The bulky door shut behind Derek. The expected ominous clang did not
materialize; he heard only a faint click. The sound augured a tepid
finality in his ears. He clenched his jaw. Missing were the high
expectations, jubilant triumph, and fireworks he conjured during the
endless days and nights of incarceration. Instead, he felt only resigned
sentiment at how he would face the days to come. He wondered if he still
had hope for his future. Is it too late?
A baby-faced guard escorted him through the doorway and down the hall to
the dispatch counter. Looks were deceptive. Beneath his uniform, the man
possessed massive biceps. Well liked, he had a reputation for his
ability to “take a man down.” No one messed with this guard. A new
daddy, the guard was on a career path to detective and had spoken with
Derek many times about his educational goals.
The soft padding of Derek’s loafers sounded weak compared to the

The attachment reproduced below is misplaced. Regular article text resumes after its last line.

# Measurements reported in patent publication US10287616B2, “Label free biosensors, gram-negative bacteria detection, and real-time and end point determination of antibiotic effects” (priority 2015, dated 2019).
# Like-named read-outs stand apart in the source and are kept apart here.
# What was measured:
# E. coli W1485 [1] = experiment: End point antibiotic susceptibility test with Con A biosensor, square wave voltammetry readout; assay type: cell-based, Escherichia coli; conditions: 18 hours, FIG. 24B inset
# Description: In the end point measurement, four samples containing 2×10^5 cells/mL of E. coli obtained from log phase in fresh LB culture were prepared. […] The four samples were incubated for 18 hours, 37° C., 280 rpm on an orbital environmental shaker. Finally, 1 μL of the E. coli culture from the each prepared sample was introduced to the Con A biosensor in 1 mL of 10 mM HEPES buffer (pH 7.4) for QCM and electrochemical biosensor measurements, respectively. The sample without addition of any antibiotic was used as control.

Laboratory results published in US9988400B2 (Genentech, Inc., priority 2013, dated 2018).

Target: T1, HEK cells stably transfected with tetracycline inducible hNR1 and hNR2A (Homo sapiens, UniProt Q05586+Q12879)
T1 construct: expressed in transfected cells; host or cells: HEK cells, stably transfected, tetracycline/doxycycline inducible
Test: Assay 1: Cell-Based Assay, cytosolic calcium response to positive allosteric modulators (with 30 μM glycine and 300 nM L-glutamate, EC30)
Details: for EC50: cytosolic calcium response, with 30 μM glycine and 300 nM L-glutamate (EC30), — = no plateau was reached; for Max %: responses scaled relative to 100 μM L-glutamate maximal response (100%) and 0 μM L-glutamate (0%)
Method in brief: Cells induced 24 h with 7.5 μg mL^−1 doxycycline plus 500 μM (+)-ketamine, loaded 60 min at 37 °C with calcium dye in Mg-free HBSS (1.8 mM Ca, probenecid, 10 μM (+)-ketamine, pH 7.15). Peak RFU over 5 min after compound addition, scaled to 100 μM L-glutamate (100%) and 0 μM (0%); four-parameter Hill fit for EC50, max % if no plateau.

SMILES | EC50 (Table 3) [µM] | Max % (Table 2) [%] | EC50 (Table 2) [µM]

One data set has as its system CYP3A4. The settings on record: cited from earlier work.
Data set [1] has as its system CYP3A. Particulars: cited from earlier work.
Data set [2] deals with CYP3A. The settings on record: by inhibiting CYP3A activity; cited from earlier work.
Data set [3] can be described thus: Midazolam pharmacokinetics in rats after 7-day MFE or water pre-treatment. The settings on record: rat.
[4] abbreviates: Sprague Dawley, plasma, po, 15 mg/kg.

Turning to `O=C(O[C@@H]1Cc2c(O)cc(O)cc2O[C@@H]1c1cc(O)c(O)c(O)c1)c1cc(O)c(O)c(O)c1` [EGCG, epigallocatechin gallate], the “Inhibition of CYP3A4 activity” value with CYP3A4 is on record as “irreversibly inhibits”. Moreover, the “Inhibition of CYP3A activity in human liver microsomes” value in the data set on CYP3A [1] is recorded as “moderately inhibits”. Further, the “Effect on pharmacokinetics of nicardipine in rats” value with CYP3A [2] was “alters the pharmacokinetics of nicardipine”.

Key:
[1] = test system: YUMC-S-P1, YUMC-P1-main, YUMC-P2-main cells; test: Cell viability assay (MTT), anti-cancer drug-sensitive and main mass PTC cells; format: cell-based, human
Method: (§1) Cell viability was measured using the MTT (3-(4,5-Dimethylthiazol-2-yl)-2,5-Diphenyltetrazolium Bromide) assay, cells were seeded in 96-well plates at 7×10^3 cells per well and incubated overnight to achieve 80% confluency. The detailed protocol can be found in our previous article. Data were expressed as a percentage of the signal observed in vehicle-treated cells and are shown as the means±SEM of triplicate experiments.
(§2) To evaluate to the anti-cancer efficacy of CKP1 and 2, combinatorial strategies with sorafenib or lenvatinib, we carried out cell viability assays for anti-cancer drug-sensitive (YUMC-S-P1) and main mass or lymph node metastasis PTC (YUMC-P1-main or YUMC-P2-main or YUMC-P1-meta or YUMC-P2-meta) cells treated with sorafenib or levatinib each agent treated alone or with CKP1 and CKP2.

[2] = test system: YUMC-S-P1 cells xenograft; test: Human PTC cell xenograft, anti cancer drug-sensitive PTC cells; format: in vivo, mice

steady clap of the guard’s shoes. Fleeting thoughts of a drum cadence
sending soldiers to battle ricocheted through Derek’s mind. Get a
grip; get in gear; no more time for daydreaming. His mental chastisement
calmed the butterflies in his stomach. The guard stopped at the dispatch
desk and extended his right hand to Derek.
“Hey, man, thanks for the advice.”
“My pleasure, Todd. I’ll be expecting to hear from you when you make
detective. And don’t forget: ‘Just the facts, ma’am.’” The
lame reference to an old TV detective show brought a light round of
chuckles from both men. Todd’s baby cheeks ballooned to a huge smile.
The men shook hands, extending the handshake routine with an arm-clasp
and a manly shoulder hug.
“Thanks for the escort. I know this isn’t your job; I appreciate